‘Nil’ fines for dog fouling in Huntingdonshire
THERE have been no fines issued for dog fouling in Huntingdonshire for a year.
In the same week that children from St Peter’s School, Thongsley Fields Primary School, Huntingdon Junior School and Cromwell Park School called for action on dog fouling, Huntingdonshire District Council revealed that its officers had not issued a single fine to errant dog owners between March 2010 and last month.
Any person in charge of a dog who is caught failing to clear up after it is liable for an on-the-spot �75 fine under the Fouling of Land by Dogs (Huntingdonshire) Order 2007.
The situation is unlikely to improve as there is currently only one full-time dog warden patrolling the entire district after a second warden took voluntary redundancy last month.
Huntingdon town councillors believe some action is needed to stop the dog fouling problem.
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Councillor Alan MacKender-Lawrence told The Hunts Post: “We should have more than one dog warden. It is pretty obvious when you are going around Oxmoor that there are places where it is really bad.
“You go up the top of Norfolk Road, and there are dogs always running around up there, and you do not see anybody with plastic bags in their hands.”
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Councillors met with eight and nine year olds from Huntingdon schools and were told that dog mess at Cromwell Park and land behind the MS Therapy Centre was a concern for them. The concerns were due to be passed to the Huntingdon neighbourhood forum meeting tonight (Wednesday).
Cllr MacKender-Lawrence, who chaired the meeting with the children, said: “We asked the students to come up with things that they found they did not like. We wanted to find out what were their issues or concerns and what they would like to see.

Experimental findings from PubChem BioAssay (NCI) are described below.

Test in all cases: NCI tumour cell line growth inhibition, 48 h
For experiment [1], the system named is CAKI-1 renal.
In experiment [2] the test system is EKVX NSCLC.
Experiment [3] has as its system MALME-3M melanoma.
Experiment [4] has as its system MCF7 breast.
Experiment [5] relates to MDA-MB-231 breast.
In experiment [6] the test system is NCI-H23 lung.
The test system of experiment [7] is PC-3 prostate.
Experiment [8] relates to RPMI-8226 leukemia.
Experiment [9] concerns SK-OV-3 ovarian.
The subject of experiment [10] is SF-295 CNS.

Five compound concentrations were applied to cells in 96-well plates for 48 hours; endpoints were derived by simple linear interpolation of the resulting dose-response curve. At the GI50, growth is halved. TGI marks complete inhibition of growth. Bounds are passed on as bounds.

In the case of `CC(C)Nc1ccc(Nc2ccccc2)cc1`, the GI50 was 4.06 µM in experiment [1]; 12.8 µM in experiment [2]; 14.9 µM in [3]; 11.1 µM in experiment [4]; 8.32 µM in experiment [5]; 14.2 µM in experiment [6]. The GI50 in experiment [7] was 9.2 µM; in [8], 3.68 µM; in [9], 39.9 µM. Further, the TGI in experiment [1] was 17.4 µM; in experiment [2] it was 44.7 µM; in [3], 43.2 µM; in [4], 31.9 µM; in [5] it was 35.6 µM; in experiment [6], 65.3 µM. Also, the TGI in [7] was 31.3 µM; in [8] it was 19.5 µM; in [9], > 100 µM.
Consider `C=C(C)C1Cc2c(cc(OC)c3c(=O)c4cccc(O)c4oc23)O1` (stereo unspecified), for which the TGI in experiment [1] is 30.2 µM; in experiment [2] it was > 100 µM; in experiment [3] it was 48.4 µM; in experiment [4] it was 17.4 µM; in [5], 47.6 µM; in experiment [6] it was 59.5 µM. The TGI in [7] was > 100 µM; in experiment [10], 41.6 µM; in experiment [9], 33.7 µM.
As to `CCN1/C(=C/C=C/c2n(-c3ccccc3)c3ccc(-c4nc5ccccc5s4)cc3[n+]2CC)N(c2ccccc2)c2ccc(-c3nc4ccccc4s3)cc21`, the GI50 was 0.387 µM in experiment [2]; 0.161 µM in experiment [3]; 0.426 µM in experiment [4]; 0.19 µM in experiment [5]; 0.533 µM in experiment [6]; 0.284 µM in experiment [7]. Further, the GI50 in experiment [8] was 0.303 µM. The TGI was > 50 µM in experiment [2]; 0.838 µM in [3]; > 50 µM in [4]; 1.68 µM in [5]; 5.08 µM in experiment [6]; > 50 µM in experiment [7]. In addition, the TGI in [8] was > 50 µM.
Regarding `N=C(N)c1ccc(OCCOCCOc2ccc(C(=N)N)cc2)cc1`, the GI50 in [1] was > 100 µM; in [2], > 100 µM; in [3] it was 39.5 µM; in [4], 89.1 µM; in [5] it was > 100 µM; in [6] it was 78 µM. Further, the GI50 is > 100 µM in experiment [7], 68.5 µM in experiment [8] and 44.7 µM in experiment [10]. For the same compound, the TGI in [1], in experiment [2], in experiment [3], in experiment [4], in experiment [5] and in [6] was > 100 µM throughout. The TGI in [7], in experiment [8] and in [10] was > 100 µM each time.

“Dog poo in parks and around the place came up as a concern for them. We decided there was an education issue that needed to be sorted, and maybe dog wardens should go into schools before the summer term break. Often parents ask youngsters to take the dog for a walk and the children are adverse to scooping up poo.
“Owners should also be aware when dogs are outside in public places, they are supposed to be kept on a lead, and they do not have to use the red bin [for dog waste], any litter bin will do, so long as it is bagged.”
An HDC spokesman said: “We have not issued any fines for dog fouling, mainly because it is difficult to discover the culprit. We do receive complaints. Our first step is to issue some kind of warning and talk to people. If it happens again, we need somebody who has made a complaint to act as a witness and make a statement.”
Dog wardens are responsible for carrying out regular inspections of boarding kennels and catteries, promoting responsible dog ownership and offering advice on problem pets, re-uniting lost dogs with their owners, assisting in re-homing unwanted dogs, and dealing with stray dogs.